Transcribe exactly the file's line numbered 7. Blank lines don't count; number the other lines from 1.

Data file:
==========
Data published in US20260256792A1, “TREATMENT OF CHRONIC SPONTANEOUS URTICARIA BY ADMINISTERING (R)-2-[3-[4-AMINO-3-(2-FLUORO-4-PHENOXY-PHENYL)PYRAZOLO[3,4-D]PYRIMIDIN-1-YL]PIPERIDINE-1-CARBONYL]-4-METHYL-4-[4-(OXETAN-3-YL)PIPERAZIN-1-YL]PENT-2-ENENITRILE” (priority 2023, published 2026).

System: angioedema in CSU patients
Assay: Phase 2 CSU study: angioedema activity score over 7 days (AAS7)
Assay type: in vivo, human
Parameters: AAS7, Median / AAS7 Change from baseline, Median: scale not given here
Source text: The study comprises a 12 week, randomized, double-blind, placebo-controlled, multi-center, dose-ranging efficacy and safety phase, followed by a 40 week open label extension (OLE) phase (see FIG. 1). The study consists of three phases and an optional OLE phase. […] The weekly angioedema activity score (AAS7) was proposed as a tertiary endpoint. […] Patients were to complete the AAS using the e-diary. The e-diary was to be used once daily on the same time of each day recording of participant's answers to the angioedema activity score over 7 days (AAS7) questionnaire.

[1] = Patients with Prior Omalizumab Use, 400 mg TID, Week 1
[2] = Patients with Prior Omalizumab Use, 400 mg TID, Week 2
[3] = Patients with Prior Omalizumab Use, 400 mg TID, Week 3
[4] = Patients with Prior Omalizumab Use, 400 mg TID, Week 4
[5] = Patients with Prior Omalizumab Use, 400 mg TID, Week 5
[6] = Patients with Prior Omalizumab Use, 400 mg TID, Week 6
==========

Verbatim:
[1] = Patients with Prior Omalizumab Use, 400 mg TID, Week 1